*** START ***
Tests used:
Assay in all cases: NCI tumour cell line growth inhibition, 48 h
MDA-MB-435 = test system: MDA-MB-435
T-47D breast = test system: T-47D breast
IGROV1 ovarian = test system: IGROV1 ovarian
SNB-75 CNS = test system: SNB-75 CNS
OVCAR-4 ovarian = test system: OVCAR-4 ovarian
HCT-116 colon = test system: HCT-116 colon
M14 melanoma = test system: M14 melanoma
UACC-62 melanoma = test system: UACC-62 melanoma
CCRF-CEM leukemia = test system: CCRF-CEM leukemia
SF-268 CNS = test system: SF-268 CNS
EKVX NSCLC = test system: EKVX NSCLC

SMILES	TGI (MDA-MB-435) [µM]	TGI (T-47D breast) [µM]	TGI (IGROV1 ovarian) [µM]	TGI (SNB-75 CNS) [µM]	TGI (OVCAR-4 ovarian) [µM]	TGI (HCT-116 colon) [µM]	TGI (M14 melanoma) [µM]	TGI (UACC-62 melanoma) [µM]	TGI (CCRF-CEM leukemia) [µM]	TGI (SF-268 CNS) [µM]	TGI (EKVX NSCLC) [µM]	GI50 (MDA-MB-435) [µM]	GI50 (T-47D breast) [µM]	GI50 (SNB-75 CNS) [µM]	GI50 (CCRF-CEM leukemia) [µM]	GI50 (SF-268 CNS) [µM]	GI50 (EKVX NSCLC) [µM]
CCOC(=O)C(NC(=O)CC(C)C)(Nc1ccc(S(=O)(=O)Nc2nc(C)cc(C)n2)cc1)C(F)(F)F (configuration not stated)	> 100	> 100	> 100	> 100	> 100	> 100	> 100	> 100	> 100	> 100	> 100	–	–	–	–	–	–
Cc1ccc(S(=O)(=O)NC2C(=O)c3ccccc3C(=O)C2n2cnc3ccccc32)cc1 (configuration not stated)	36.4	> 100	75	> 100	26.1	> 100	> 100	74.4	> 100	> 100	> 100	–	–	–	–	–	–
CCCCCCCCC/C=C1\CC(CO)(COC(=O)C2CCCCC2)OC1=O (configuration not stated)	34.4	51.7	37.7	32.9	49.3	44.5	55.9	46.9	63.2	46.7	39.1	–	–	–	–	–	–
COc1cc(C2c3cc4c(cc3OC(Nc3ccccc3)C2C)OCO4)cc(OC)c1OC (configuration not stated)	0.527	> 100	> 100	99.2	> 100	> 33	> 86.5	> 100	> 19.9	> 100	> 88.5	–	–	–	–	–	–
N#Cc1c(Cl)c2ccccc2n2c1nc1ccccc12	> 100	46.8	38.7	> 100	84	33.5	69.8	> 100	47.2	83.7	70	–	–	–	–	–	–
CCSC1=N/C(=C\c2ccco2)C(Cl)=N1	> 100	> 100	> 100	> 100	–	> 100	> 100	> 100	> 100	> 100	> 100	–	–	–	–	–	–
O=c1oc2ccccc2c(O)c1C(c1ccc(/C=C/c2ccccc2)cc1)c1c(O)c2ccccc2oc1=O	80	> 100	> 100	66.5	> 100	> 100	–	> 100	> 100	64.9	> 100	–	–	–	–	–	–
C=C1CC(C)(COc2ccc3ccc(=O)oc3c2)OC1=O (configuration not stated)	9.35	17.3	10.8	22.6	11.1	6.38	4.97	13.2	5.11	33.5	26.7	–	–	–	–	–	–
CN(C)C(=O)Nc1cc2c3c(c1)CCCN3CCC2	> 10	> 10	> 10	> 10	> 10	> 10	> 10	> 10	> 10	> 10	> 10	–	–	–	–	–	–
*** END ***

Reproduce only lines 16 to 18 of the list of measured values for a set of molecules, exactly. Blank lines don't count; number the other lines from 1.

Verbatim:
Cc1ccc(S(=O)(=O)NC2C(=O)c3ccccc3C(=O)C2n2cnc3ccccc32)cc1 (configuration not stated)	36.4	> 100	75	> 100	26.1	> 100	> 100	74.4	> 100	> 100	> 100	–	–	–	–	–	–
CCCCCCCCC/C=C1\CC(CO)(COC(=O)C2CCCCC2)OC1=O (configuration not stated)	34.4	51.7	37.7	32.9	49.3	44.5	55.9	46.9	63.2	46.7	39.1	–	–	–	–	–	–
COc1cc(C2c3cc4c(cc3OC(Nc3ccccc3)C2C)OCO4)cc(OC)c1OC (configuration not stated)	0.527	> 100	> 100	99.2	> 100	> 33	> 86.5	> 100	> 19.9	> 100	> 88.5	–	–	–	–	–	–